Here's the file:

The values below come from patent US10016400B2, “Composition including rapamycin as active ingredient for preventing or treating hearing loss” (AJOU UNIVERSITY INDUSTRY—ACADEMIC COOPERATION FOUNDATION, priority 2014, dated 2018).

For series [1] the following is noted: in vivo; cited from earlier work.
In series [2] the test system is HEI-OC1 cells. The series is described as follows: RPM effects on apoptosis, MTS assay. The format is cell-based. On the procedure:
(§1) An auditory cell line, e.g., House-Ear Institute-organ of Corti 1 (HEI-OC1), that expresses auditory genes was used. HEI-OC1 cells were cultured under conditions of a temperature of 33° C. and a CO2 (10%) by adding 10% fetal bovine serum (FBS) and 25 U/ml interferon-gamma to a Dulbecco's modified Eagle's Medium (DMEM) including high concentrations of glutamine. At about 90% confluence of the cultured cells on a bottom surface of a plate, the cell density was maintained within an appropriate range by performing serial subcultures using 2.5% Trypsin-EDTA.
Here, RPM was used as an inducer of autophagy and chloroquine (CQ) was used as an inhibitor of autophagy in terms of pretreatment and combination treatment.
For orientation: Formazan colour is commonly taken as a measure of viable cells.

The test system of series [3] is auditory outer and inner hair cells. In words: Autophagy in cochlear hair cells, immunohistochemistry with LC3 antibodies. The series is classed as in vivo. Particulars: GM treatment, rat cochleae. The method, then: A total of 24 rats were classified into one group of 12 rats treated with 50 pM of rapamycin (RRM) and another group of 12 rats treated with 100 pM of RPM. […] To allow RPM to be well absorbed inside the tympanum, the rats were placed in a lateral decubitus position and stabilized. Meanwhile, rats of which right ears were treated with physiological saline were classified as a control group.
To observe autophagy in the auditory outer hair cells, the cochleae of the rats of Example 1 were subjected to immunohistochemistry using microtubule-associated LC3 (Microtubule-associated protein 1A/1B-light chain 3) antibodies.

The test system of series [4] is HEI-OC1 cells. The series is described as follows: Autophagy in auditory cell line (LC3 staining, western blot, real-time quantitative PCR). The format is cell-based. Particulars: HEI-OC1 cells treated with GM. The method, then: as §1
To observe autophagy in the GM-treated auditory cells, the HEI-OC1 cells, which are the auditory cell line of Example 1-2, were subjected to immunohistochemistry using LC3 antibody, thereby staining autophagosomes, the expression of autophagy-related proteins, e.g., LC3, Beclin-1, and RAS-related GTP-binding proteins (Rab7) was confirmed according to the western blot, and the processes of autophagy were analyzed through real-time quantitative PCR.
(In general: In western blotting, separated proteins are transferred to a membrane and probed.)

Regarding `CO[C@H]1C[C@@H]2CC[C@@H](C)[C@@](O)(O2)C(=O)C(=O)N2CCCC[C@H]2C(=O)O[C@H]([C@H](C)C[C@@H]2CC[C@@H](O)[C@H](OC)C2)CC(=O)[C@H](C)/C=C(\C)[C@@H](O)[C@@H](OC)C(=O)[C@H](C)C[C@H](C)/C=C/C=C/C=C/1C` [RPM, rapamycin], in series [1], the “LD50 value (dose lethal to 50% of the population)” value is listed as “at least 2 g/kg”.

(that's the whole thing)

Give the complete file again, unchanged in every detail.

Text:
The values below come from patent US10016400B2, “Composition including rapamycin as active ingredient for preventing or treating hearing loss” (AJOU UNIVERSITY INDUSTRY—ACADEMIC COOPERATION FOUNDATION, priority 2014, dated 2018).

For series [1] the following is noted: in vivo; cited from earlier work.
In series [2] the test system is HEI-OC1 cells. The series is described as follows: RPM effects on apoptosis, MTS assay. The format is cell-based. On the procedure:
(§1) An auditory cell line, e.g., House-Ear Institute-organ of Corti 1 (HEI-OC1), that expresses auditory genes was used. HEI-OC1 cells were cultured under conditions of a temperature of 33° C. and a CO2 (10%) by adding 10% fetal bovine serum (FBS) and 25 U/ml interferon-gamma to a Dulbecco's modified Eagle's Medium (DMEM) including high concentrations of glutamine. At about 90% confluence of the cultured cells on a bottom surface of a plate, the cell density was maintained within an appropriate range by performing serial subcultures using 2.5% Trypsin-EDTA.
Here, RPM was used as an inducer of autophagy and chloroquine (CQ) was used as an inhibitor of autophagy in terms of pretreatment and combination treatment.
For orientation: Formazan colour is commonly taken as a measure of viable cells.

The test system of series [3] is auditory outer and inner hair cells. In words: Autophagy in cochlear hair cells, immunohistochemistry with LC3 antibodies. The series is classed as in vivo. Particulars: GM treatment, rat cochleae. The method, then: A total of 24 rats were classified into one group of 12 rats treated with 50 pM of rapamycin (RRM) and another group of 12 rats treated with 100 pM of RPM. […] To allow RPM to be well absorbed inside the tympanum, the rats were placed in a lateral decubitus position and stabilized. Meanwhile, rats of which right ears were treated with physiological saline were classified as a control group.
To observe autophagy in the auditory outer hair cells, the cochleae of the rats of Example 1 were subjected to immunohistochemistry using microtubule-associated LC3 (Microtubule-associated protein 1A/1B-light chain 3) antibodies.

The test system of series [4] is HEI-OC1 cells. The series is described as follows: Autophagy in auditory cell line (LC3 staining, western blot, real-time quantitative PCR). The format is cell-based. Particulars: HEI-OC1 cells treated with GM. The method, then: as §1
To observe autophagy in the GM-treated auditory cells, the HEI-OC1 cells, which are the auditory cell line of Example 1-2, were subjected to immunohistochemistry using LC3 antibody, thereby staining autophagosomes, the expression of autophagy-related proteins, e.g., LC3, Beclin-1, and RAS-related GTP-binding proteins (Rab7) was confirmed according to the western blot, and the processes of autophagy were analyzed through real-time quantitative PCR.
(In general: In western blotting, separated proteins are transferred to a membrane and probed.)

Regarding `CO[C@H]1C[C@@H]2CC[C@@H](C)[C@@](O)(O2)C(=O)C(=O)N2CCCC[C@H]2C(=O)O[C@H]([C@H](C)C[C@@H]2CC[C@@H](O)[C@H](OC)C2)CC(=O)[C@H](C)/C=C(\C)[C@@H](O)[C@@H](OC)C(=O)[C@H](C)C[C@H](C)/C=C/C=C/C=C/1C` [RPM, rapamycin], in series [1], the “LD50 value (dose lethal to 50% of the population)” value is listed as “at least 2 g/kg”.